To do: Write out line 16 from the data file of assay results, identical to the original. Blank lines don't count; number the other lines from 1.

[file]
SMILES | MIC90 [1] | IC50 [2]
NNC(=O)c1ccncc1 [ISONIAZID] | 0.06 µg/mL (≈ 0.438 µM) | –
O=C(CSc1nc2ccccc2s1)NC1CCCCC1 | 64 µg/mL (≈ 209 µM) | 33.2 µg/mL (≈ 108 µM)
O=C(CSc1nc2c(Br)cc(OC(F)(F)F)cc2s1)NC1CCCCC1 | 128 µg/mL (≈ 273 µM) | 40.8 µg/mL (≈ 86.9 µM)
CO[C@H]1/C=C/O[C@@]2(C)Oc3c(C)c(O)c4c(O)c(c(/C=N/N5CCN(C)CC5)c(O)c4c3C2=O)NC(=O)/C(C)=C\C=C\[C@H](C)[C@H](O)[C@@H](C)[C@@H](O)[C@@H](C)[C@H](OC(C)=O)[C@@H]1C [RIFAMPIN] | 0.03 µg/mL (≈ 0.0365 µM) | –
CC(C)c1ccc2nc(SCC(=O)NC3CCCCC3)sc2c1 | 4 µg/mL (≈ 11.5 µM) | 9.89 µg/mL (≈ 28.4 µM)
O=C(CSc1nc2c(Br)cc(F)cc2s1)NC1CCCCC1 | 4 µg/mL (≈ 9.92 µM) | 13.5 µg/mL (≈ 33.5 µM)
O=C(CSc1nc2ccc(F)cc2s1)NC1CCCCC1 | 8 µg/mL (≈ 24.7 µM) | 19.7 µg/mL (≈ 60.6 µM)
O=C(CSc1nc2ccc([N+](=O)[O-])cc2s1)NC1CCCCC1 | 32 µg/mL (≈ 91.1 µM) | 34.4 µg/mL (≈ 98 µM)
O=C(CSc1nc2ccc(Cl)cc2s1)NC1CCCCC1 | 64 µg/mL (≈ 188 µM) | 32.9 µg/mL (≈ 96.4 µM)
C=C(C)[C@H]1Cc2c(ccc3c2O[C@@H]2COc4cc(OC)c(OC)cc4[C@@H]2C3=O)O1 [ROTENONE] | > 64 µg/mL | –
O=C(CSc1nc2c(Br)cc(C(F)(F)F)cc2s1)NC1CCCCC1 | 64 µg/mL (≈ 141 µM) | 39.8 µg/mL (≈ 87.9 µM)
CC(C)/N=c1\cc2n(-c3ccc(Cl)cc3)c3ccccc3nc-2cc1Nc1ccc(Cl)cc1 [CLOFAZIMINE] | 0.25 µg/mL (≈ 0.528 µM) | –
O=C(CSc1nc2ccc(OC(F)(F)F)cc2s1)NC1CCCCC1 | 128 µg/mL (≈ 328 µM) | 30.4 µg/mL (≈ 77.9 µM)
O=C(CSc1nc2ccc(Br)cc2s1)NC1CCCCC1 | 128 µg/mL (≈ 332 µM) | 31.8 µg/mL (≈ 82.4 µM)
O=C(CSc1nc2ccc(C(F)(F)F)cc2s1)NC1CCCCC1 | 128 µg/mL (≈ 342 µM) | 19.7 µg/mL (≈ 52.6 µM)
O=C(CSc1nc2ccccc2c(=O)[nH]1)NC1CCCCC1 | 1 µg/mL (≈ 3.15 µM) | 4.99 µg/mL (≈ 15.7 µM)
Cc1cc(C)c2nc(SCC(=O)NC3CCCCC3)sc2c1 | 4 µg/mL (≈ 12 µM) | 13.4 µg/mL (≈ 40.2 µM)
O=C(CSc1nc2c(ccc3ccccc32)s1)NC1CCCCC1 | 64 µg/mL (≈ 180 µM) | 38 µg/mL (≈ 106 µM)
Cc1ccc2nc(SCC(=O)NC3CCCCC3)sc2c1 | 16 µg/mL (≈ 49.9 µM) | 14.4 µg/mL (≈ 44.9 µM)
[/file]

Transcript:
O=C(CSc1nc2ccc(C(F)(F)F)cc2s1)NC1CCCCC1 | 128 µg/mL (≈ 342 µM) | 19.7 µg/mL (≈ 52.6 µM)